World
South Africa platinum wage talks to resume
Publish Date: Feb 04, 2014
South Africa platinum wage talks to resume
Striking miners chant slogans as they march to Wonderkop Stadium near Lonmins platinum mine in Marikana. PHOTO/AFP
  • mail
  • img
newvision

JOHANNESBURG - Government-brokered talks to end a South African platinum mine strike, now in its second week, will restart Tuesday, as firms report losses totalling as much as $36 million a day.

Around 80,000 members of the radical Association of Mineworkers and Construction Union (AMCU) downed tools on January 23 calling for a minium monthly wage of 12,500-rand ($1,100) -- almost double their current pay.

Last Thursday they rejected a three-year deal from Anglo American Platinum, Impala Platinum and Lonmin that offered a roughly seven percent annual increase.

"Discussions will resume today," an industry spokeswoman told AFP.

South Africa produces 80 percent of the world's platinum -- used in products from catalytic converters to computer hard disks to dental fillings -- and around 134,000 people are employed in the sector.

AMCU has threatened the strike could go on for a month if no agreement is reached.

Companies, which have seen their revenues plummet in recent years, are looking for a long-term agreement in the hope of preventing what have become regular stoppages.

But they insist drastic wage increases are impossible and claim that the current pay package is more than a basic entry-level wage.

"The wage increases demanded by AMCU are unaffordable by industry, will push more of industry into loss-making territory," said South African Chamber of Mines economist Roger Baxter.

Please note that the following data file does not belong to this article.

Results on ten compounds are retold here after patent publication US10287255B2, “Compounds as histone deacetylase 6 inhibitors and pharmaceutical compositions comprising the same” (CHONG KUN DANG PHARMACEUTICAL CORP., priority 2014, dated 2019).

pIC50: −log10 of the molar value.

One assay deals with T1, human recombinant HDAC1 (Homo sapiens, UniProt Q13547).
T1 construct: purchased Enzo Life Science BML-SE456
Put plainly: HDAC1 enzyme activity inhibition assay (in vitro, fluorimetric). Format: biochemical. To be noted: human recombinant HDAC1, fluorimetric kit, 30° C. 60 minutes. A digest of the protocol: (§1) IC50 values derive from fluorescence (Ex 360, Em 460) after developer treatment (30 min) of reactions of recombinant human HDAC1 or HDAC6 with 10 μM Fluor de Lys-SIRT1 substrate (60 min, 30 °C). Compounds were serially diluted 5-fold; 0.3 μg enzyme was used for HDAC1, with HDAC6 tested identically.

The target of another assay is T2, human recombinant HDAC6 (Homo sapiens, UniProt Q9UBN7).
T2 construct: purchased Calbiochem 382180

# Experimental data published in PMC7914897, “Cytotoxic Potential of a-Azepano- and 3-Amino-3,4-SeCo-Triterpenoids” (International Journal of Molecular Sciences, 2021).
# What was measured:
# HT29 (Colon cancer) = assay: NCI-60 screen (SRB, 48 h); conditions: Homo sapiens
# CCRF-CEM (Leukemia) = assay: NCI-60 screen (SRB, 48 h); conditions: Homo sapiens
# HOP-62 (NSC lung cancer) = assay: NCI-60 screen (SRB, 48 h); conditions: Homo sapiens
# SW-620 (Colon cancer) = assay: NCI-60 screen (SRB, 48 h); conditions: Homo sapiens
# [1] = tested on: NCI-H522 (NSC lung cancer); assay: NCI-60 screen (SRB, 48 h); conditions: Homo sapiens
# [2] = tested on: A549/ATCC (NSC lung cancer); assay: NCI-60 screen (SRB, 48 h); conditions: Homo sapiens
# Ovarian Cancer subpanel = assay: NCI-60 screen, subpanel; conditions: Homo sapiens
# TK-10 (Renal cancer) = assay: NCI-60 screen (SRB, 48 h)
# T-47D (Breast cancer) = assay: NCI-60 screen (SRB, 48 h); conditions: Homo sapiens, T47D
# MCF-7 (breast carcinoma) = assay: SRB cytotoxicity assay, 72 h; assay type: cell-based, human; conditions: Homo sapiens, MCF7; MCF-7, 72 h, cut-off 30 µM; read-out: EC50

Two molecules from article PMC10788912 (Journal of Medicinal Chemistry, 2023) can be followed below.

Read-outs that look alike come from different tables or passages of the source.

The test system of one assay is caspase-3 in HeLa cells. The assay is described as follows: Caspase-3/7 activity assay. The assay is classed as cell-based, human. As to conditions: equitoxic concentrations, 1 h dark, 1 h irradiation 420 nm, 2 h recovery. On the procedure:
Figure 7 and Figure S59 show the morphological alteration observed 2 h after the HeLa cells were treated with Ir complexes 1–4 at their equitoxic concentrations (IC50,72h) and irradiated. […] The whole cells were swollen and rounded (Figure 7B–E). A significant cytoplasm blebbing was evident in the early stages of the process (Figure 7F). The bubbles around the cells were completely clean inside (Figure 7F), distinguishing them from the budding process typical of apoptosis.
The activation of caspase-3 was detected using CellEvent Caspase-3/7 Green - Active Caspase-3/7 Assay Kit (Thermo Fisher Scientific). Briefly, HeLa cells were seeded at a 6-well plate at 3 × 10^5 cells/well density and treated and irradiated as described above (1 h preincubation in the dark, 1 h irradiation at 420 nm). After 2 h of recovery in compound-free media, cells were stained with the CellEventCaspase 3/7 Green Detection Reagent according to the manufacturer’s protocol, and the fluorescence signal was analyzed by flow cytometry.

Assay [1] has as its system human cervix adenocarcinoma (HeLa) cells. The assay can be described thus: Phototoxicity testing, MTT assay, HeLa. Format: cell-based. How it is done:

The strikes are costing Africa's largest economy $36 million a day in lost production, he told a continental mining conference in Cape Town.

Mining labour costs have more than doubled in South Africa in the past two decades, Baxter added.

Current wage demands date back to violent mass wildcat strikes in 2012, which resulted in the police shooting dead 34 strikers on one day at Lonmin's Marikana mine.

But industrial action has become "more peaceful" since then, Baxter said, a statement echoed by Mining Minister Susan Shabangu.

"We have restored the rule of law, peace and stability in this industry," Shabangu told the conference.

"These developments debunk the myth that labour laws in South Africa lack flexibility and are only created to protect workers," she said.

AFP

The statements, comments, or opinions expressed through the use of New Vision Online are those of their respective authors, who are solely responsible for them, and do not necessarily represent the views held by the staff and management of New Vision Online.

New Vision Online reserves the right to moderate, publish or delete a post without warning or consultation with the author.Find out why we moderate comments. For any questions please contact digital@newvision.co.ug

  • mail
  • img
blog comments powered by Disqus
Also In This Section
Two dead in US school shooting after online warnings
A US student who had issued chilling warnings on Twitter opened fire in a school cafeteria on Friday, killing at least one person and critically injuring three before taking his own life....
European stocks on Ebola, eurozone concerns
Europe's main stock markets pulled back Friday on concerns over New York's first Ebola case and the outlook for the eurozone....
Mexico governor steps down over student disappearances
The governor of the Mexican state where 43 students vanished a month ago following a confrontation with police allegedly linked to a major drug cartel has bowed to pressure to stand down....
A doctor who recently returned to New York from treating Ebola patients in Guinea tested positive on Thursday for the deadly virus, the first confirmed case in the city, officials said....
Missing Mexico journalist found shot dead
THE editor of an investigative magazine in violence-wracked northwestern Mexico who disappeared two weeks ago was found dead with gunshot wounds...
Bashir calls opponents for talks
SUDAN'S President Omar al-Bashir has urged opponents to join him in 'national dialogue' talks, days after it was announced he would be seeking re-election...
Should diplomatic passports issued to ex-govt workers be with drawn?
Yes
No
Can't Say
follow us
subscribe to our news letter